Cultivation Tips for Growing Asparagus
Before you get started: pick a spot that will be sunny and suitable for the next 40 years. Young trees will grow, narrow trees on the edge of a forest will stretch out and get wider.
How to grow Asparagus from seed: yes, this can be done. Use your seedling or nursery bed, or deep pots on the porch. Weed often, water only when truly needed, and plan on transplanting your year old crowns to their permanent home late the next spring when the soil is warmed (well after the grass re-greens naturally, which happens at 40 degrees Farenheit).
How to grow Asparagus crowns: Crowns are year old (or older) root clusters. Wait till the soil is warmed to about 50 degrees Farenheit, then in your prepared asparagus bed, dig a furrow no deeper than 5 or 6 inches.
To the bottom of that furrow, add some form of phosphorus- composted fruit is the cheapest and easiest to "make" at home, but stores will have other forms of rock phosphate and whatnot if you require.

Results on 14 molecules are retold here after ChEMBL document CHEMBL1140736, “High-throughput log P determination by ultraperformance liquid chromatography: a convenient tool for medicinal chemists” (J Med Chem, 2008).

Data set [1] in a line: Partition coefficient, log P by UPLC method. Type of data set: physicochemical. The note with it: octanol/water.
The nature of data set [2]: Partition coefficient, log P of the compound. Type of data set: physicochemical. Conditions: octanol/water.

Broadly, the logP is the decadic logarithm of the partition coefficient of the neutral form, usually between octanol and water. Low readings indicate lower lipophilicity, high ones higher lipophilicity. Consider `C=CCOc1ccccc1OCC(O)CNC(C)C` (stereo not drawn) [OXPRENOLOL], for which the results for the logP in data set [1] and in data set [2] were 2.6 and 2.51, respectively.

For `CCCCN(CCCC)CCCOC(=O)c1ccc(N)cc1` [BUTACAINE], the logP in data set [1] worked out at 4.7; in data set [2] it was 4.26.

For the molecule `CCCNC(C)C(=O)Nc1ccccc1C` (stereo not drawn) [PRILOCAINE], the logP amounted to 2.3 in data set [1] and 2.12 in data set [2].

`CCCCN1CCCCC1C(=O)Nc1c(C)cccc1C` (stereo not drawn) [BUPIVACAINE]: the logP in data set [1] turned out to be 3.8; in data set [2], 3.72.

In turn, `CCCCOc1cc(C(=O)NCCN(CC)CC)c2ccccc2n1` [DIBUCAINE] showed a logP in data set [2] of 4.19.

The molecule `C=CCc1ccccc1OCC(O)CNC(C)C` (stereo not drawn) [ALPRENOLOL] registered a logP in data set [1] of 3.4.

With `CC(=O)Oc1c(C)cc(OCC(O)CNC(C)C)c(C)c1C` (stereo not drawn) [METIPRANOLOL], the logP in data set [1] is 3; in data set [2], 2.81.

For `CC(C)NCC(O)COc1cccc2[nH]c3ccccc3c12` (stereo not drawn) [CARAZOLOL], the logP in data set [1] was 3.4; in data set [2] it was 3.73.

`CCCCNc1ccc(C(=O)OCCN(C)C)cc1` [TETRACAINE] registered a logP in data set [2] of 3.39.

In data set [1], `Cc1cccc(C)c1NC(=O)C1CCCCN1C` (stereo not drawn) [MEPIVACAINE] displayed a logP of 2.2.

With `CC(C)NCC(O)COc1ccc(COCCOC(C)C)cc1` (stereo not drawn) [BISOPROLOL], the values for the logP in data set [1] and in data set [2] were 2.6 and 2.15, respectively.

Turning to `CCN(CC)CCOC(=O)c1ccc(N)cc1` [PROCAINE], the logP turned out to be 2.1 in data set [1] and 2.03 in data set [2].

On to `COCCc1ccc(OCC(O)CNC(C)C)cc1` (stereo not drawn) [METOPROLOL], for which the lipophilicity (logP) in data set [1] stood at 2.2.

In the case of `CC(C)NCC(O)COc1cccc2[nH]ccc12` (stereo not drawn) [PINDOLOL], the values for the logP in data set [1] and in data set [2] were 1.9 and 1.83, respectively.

Space the crowns 1 1/2 to 2 feet apart in the furrow, and, if more than one row, the rows 3 to 5 feet apart (err on the side of too wide). The plants will fill in, don't worry. Fill the furrow back in, water well this one time, and, unless there is a drought this first summer, you're done.
Helpful Hint: Purchasing root crowns is the easiest way for starting asparagus, but beware the
order of operations:
1) Get the site prepped with well draining soil (see above)
2) buy the asparagus crowns.
Ideal timing will vary from early spring to late fall depending on how harsh or mild your climate
is. If your asparagus crown supplier only ships in a narrow window to your area rather than year round,
Good cultivation habits:
Don't snap anything the year you plant. After that, snap off (literally snap: grap
the stalk where it hits the ground and snap) most of the growing asparagus stalks
to eat as they reach 7 to 9 inches. Leave the skinniest to mature another year or two, and leave one or two of the biggest asparagus acceptable
(asparagi?) stalks to grow and fruit. Harvest is over when the bulk of the spears are less than 3/8 inch in diameter.
Each year in early spring, when the crocus leaves and snowdrops start to appear at the latest, whack last